It seems that individuals within the same species have their own communication, but is there evidence to suggest that individuals from different species are able to communicate?


Do dogs and humans communicate? What about cats and dogs? I think defining "communicate" is the real question here.

This 2012 study claims to show "the first experimental evidence that the interception of heterospecific vocalizations can mediate interactions between different cetacean species in previously unrecognized ways". In other word, one species is recognizing and responding to the vocalizations of another.

This article points out that "...false killer whales and bottlenose dolphins choose to spend time with specific members of the other species rather than randomly mixing or engaging in brief opportunistic encounters" How could this occur without some form of "communication"? I'd argue it couldn't,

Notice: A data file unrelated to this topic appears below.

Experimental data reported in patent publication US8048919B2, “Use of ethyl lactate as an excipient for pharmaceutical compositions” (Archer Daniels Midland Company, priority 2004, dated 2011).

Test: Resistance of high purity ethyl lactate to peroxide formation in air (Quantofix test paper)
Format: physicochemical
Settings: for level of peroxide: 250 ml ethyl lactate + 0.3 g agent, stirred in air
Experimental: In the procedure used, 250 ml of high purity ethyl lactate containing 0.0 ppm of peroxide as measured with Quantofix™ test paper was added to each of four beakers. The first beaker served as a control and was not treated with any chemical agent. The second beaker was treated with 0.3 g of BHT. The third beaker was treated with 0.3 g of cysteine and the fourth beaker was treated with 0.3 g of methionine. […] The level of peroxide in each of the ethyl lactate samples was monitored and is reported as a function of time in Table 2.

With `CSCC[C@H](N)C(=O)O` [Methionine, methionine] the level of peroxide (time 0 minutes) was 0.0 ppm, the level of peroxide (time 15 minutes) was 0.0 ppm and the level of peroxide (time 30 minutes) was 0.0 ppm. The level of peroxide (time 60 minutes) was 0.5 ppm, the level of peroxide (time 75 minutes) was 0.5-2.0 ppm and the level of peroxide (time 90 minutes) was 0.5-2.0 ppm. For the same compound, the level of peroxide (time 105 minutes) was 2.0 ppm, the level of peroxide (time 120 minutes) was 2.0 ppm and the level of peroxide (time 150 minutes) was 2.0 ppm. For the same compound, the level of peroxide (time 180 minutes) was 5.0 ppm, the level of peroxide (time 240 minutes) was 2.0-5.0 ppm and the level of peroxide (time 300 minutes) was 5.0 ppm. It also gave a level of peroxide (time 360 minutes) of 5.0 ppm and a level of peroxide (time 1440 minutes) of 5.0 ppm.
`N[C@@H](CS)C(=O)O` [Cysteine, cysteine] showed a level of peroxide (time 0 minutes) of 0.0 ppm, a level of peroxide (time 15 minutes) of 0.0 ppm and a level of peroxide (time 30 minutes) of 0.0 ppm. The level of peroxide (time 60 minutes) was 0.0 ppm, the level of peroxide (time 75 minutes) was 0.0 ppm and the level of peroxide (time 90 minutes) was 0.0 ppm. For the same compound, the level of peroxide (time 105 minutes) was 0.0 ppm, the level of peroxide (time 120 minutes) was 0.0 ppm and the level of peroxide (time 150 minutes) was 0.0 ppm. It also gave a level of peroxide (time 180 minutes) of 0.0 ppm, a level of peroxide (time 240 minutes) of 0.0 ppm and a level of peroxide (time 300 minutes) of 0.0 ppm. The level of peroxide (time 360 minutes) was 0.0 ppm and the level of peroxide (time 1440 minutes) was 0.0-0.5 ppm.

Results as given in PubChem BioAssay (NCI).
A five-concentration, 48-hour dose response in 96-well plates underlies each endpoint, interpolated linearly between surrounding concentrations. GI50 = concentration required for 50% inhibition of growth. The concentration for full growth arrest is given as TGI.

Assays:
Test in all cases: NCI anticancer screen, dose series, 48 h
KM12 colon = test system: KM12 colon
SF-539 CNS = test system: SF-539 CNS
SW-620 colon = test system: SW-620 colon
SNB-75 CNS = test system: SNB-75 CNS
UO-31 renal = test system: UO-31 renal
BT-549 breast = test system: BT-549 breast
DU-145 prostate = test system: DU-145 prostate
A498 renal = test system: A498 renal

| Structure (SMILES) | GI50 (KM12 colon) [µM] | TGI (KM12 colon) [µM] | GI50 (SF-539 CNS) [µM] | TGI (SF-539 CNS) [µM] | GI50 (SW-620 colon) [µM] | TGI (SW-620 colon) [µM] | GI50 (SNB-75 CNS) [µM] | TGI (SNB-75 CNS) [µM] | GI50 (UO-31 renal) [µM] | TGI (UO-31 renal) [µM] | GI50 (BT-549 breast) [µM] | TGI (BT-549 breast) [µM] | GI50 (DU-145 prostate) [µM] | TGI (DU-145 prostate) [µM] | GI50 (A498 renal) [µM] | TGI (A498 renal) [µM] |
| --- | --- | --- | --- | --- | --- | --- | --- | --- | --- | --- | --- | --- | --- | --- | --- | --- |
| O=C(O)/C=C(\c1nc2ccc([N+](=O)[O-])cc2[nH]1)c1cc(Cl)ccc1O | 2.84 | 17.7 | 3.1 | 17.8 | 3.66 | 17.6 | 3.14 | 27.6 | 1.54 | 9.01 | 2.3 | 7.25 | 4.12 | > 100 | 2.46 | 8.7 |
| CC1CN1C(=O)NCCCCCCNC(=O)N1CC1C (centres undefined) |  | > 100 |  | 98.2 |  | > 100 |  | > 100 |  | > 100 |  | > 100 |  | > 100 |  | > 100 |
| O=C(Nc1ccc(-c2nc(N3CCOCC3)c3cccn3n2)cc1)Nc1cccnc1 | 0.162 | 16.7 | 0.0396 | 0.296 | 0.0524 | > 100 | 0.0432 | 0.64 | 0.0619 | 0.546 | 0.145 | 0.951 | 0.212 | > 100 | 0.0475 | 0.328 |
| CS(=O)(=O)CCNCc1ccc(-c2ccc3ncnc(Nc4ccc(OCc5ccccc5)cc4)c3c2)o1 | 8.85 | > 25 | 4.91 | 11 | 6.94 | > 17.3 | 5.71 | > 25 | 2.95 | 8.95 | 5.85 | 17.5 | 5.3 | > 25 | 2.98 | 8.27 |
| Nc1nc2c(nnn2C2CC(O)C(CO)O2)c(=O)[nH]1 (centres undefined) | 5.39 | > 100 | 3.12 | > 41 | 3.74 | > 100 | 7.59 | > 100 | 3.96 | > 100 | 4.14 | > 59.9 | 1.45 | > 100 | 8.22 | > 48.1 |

• $\begingroup$ to be fair the second one does not require communication just the ability to recognize individuals in the other species. $\endgroup$ – John Dec 20 '18 at 18:30
  • $\begingroup$ It's a reciprocal relationship that involves interpreting signs and signals from the other. What is the threshold at which "recognition" becomes "communication"? $\endgroup$ – DavidR Dec 20 '18 at 18:34
  • $\begingroup$ I can avoid riding ornery horses a second time that does not mean I was communicating with the horse, I can prefer my cat to my neighbors cat that pisses on my car, but again it does not mean I am communicating with it. Favoritism is not necessarily communication. $\endgroup$ – John Dec 20 '18 at 18:43
  • $\begingroup$ "I can avoid riding ornery horses a second time that does not mean I was communicating with the horse" Is not the horse's "orneriness" a non-verbal form of communication that it does not want to be ridden? It's not Shakespeare but the threshold in biology for "communication" is quite basic--if a cell emits a signaling molecule and another cell receives it, we call that communication even thought it's nothing more than "recognition". $\endgroup$ – DavidR Dec 20 '18 at 18:52
  • $\begingroup$ If you define communication that broadly then the question more or less breaks down, any behavior that impacts another organisms can be communication. Communication does not have only a single biological definition. $\endgroup$ – John Dec 21 '18 at 3:11

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